President’s Involvement

Listyo said President Joko “Jokowi” Widodo was directly involved in the manhunt by ordering National Police Chief General Idham Aziz to search and arrest the fugitive wherever he was.

The president’s order came amid reports that Djoko had actually returned and traveled in Indonesia last month with the help from several high-ranking police officers and immigration officials so that he could evade arrest.

The scandal “has stirred public uproar for weeks” and prompted the president to step in, Listyo said.

“Based on the president’s order, the police chief formed a special team and appointed me — as the Bareskrim [Criminal Investigation Agency] head — to take charge, supported by my colleagues from the Divpropam [Division of Profession and Internal Security] and the Bareskrim,” Listyo said.

“We began the search for Djoko Tjandra and got credible information that he was in Kuala Lumpur. The police chief followed the tipoff with police-to-police approach, which we commonly did in the past especially with our partners at the Royal Malaysia Police,” he added.

Graft fugitive Djoko Tjandra, center, is escorted by police officers upon arrival at the Halim Perdanakusumah Airport in East Jakarta after a flight from Kuala Lumpur  on July 30, 2020. (Beritasatu Photo/Joanito De Saojoao)
Graft fugitive Djoko Tjandra, center, is escorted by police officers upon arrival at the Halim Perdanakusumah Airport in East Jakarta after a flight from Kuala Lumpur on July 30, 2020. (Beritasatu Photo/Joanito De Saojoao)

The arrest went smoothly and Djoko was immediately flown to Indonesia, he said.

Listyo also vowed to continue internal investigation against fellow officers who allegedly had facilitated Djoko’s return in June, but stopped short of signaling probe into the role of immigration officials.

“The public are certainly demanding answer over what have really happened. The National Police are committed to continuing the investigation and we will do so transparently and objectively to defend the pride and the name of the institution,” he said.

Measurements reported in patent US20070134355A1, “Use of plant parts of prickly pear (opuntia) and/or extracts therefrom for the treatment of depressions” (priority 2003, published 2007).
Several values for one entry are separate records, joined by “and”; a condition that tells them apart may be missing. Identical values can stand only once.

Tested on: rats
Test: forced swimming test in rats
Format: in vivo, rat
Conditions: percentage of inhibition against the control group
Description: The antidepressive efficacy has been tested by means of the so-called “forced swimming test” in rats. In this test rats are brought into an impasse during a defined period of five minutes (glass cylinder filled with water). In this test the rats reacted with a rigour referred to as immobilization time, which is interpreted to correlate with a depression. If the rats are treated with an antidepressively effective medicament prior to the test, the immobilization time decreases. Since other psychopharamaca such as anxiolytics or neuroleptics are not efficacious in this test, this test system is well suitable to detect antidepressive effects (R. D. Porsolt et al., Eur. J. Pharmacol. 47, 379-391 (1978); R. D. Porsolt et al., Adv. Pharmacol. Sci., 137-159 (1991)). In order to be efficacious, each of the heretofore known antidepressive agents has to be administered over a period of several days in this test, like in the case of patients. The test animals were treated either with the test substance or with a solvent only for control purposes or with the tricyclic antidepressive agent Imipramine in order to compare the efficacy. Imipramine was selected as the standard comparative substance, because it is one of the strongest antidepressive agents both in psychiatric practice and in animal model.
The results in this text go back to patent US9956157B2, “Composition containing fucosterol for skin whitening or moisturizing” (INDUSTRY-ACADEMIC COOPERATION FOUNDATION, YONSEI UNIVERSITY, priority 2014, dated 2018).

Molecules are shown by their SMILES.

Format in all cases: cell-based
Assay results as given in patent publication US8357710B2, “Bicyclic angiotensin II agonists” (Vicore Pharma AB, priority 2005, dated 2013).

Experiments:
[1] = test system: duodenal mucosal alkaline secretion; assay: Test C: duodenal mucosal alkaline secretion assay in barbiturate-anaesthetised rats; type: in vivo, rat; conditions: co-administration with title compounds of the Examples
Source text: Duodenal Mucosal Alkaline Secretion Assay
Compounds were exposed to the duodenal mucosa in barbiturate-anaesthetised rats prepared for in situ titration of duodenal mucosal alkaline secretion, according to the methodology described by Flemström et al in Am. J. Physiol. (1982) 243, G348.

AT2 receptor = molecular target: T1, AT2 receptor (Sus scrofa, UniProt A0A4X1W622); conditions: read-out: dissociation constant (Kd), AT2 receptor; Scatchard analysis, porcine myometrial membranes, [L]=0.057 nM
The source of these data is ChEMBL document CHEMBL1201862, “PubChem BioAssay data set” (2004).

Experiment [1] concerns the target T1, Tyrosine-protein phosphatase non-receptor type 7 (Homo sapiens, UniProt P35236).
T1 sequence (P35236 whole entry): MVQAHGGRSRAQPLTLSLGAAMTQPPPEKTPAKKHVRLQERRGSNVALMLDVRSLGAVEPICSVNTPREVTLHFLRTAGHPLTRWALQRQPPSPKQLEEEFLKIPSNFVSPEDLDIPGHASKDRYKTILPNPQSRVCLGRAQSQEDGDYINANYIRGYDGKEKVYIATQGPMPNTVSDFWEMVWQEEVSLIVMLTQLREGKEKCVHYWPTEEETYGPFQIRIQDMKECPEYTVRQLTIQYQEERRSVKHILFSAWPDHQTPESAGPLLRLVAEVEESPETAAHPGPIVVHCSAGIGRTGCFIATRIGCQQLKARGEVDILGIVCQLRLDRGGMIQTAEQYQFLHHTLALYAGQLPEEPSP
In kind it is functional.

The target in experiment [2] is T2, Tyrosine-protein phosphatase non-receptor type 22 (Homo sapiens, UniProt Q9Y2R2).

Three police generals were demoted and one of them was slapped with criminal charges for helping the fugitive evade arrest and providing documents that enabled Djoko to travel freely while in Indonesia.

Internal Measures

Now after Djoko was in custody, chief security minister Mahfud M.D. called for the country’s main law enforcement agencies and the Justice Ministry to take stern measures against their own people who facilitated Djoko’s return between May and June.

Police investigation revealed that Djoko entered Indonesia in May to renew his ID card and obtain Indonesian passport. He also went to the South Jakarta District Court to register a challenge against his 2009 graft conviction.

Djoko managed to evade arrest at the immigration entry because he had been discreetly removed from the Interpol wanted persons since 2014, but was revealed only recently.

“What we need to do now is internal measures in the National Police, the Attorney General’s Office or the Justice Ministry if immigration officials have played a role,” Mahfud said in a video message late Thursday.

“I will continue coordinating internal steps to make sure that measures are taken against all officials involved in the scandal,” he said.

“I will do everything within my power as Coordinating Minister for Political, Legal and Security Affairs to make that happen.”

Mahfud also said the operation to arrest Djoko in the neighboring country has been planned since 10 days ago.

He said Listyo came to him with information that Djoko stayed in Malaysia and a plan had been made to make the arrest at a proper time.

Mahfud said only he, the president and the police chief had been told about the plan and they kept it confidential until the arrest was made.

“I’m so grateful that Djoko Tjandra was finally arrested but the news didn’t really come to my surprise. I already knew about the operation on July 20,” he said.

JAKARTA GLOBE